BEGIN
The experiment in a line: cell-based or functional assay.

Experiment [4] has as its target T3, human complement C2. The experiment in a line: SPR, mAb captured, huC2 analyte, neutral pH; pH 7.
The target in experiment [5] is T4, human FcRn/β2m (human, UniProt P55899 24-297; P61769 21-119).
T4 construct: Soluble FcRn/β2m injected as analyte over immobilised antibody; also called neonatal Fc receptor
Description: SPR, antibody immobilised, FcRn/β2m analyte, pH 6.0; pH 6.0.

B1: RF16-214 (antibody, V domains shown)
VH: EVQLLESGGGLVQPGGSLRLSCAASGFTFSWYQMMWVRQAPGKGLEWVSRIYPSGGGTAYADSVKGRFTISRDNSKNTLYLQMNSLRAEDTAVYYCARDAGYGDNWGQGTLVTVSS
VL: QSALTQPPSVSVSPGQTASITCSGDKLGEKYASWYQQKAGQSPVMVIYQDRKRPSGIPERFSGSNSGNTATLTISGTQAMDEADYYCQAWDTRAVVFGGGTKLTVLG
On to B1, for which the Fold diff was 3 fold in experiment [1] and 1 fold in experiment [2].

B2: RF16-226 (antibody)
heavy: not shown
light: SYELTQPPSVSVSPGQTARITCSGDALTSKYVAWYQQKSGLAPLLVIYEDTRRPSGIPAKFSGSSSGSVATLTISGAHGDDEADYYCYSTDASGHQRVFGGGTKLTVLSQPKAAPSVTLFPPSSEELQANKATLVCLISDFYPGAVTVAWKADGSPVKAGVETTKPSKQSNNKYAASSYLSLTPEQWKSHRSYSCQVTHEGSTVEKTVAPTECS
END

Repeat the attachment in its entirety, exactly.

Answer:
The experiment in a line: cell-based or functional assay.

Experiment [4] has as its target T3, human complement C2. The experiment in a line: SPR, mAb captured, huC2 analyte, neutral pH; pH 7.
The target in experiment [5] is T4, human FcRn/β2m (human, UniProt P55899 24-297; P61769 21-119).
T4 construct: Soluble FcRn/β2m injected as analyte over immobilised antibody; also called neonatal Fc receptor
Description: SPR, antibody immobilised, FcRn/β2m analyte, pH 6.0; pH 6.0.

B1: RF16-214 (antibody, V domains shown)
VH: EVQLLESGGGLVQPGGSLRLSCAASGFTFSWYQMMWVRQAPGKGLEWVSRIYPSGGGTAYADSVKGRFTISRDNSKNTLYLQMNSLRAEDTAVYYCARDAGYGDNWGQGTLVTVSS
VL: QSALTQPPSVSVSPGQTASITCSGDKLGEKYASWYQQKAGQSPVMVIYQDRKRPSGIPERFSGSNSGNTATLTISGTQAMDEADYYCQAWDTRAVVFGGGTKLTVLG
On to B1, for which the Fold diff was 3 fold in experiment [1] and 1 fold in experiment [2].

B2: RF16-226 (antibody)
heavy: not shown
light: SYELTQPPSVSVSPGQTARITCSGDALTSKYVAWYQQKSGLAPLLVIYEDTRRPSGIPAKFSGSSSGSVATLTISGAHGDDEADYYCYSTDASGHQRVFGGGTKLTVLSQPKAAPSVTLFPPSSEELQANKATLVCLISDFYPGAVTVAWKADGSPVKAGVETTKPSKQSNNKYAASSYLSLTPEQWKSHRSYSCQVTHEGSTVEKTVAPTECS